Learning is not a linear process. All children develop differently. They make progress at different speeds, at different times and in different ways. There are periods of rapid progress and others of seemingly slower progress, when consolidation takes place. There may be times when learning plateaus, with children seemingly not making any additional progress. These may be followed by periods of rapid improvement and fast progress. For these reasons it is vitally important that parents and teachers avoid making hasty judgements about how capable a child is – especially early on, in the first years of schooling. Some children take longer than others to develop confidence and achieve success – and that’s perfectly normal. They need more time. Conversely, some children get off to a flying start, then their rate of learning slows down. This is also perfectly normal.
At our school, teachers do not use the labels ‘low ability’, ‘middle ability’ or ‘high ability’ as these terms can become self-fulfilling prophecies. Put simply, if an adult continually tells a child they are ‘low ability’ the child is likely to respond accordingly. Instead staff at Barnes use the terms ‘high attaining’, ‘middle attaining’ and ‘lower attaining’ followed by the key phrase ‘currently . . . at this time’. Research shows conclusively that all children perform better when their parents and teacher consistently give them the message that they can and will succeed. This message is communicated in what they say, what they do, even how they look at a child. The message is that every child can and will succeed – for some it may take longer, but it is just a matter of time . . . and effort. This approach works as the consistently very high outcomes for all children demonstrate.
The vast majority of learning at our school involves pupils working in mixed attainment pairs. We seek to create a community of learners – one in which everybody learns from everyone else. In this arrangement the less confident are supported by their more confident peers. Organising learning in this way releases the potential for more teachers to emerge, as more confident pupils help to teach their less confident partners. Does this hold up the progress of higher attaining pupils? Not at all! By explaining something to their partner they consolidate and reinforce their own understanding. Are the higher performing pupils suitably challenged within this arrangement? Our pupil outcomes consistently reveal that this is the case.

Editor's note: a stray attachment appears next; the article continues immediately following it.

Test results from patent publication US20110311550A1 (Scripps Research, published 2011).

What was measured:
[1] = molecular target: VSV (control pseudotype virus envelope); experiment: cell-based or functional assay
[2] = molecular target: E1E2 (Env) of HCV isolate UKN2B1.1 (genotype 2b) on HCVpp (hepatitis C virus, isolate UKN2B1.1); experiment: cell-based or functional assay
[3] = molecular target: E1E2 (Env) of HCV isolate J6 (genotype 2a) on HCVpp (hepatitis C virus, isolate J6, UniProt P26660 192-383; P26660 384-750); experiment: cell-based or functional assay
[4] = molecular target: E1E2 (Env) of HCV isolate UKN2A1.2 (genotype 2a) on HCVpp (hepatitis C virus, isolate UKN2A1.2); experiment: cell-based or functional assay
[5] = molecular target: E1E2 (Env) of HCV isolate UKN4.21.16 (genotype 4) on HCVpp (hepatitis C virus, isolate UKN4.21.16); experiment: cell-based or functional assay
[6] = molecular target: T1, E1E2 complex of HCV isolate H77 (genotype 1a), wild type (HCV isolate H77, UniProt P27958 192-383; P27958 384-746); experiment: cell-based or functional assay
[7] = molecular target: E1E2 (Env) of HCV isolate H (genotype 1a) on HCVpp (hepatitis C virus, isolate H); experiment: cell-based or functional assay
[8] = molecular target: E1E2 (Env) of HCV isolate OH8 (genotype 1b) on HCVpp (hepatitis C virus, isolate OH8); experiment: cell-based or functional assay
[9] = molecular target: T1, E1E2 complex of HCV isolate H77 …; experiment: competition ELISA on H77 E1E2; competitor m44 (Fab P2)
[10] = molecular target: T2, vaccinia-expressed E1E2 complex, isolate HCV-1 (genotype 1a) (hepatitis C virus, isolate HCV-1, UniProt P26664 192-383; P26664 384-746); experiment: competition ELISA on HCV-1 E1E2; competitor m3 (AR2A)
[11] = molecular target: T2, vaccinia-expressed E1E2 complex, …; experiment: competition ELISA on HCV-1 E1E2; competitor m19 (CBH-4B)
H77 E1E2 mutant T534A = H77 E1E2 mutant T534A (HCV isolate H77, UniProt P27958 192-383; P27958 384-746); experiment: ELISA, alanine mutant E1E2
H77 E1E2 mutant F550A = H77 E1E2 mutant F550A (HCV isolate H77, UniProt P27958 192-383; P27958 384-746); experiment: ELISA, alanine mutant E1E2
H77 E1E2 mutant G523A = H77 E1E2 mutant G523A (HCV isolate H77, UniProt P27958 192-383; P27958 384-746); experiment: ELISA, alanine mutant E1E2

What would you see if you entered a classroom? First of all you would notice a lot of talk and discussion. Pupils would be talking just as much as their teacher. Pupils would usually be working in mixed attainment pairs and frequently these pairs would be of mixed gender. We believe that mixed attainment pairs is the optimum learning arrangement. We don’t set children, putting the strongest together and the weakest together, as we believe that this accentuates these differences: the stronger, more confident pupils become stronger still as they work with high attaining peers. Meanwhile the lower attaining pupils struggle. They rely on the teacher as those sitting around them are also finding learning hard.
To be effective learners, children, parents and teachers need to appreciate that making mistakes is a normal part of the learning process. Errors should be welcomed as they are opportunities to learn. Young learners need a trusting, fair and safe environment, at home and at school, so they feel secure in acknowledging that ‘I do not know’ and are able to accept that making mistakes is okay. It’s important that all adults working with a child continually communicate the message that the child can (and will) succeed. Adults must be careful that what is said and how it is said (including facial expression and body language) does not provide any indication that the child is unable to succeed. For some children success comes quickly; for others it takes a considerable time and an enormous amount of effort. Children need to believe that they can succeed . . . and adults need to do all they can to instill this positive self-efficacy. Mistakes need to be seen by all as valuable learning opportunities.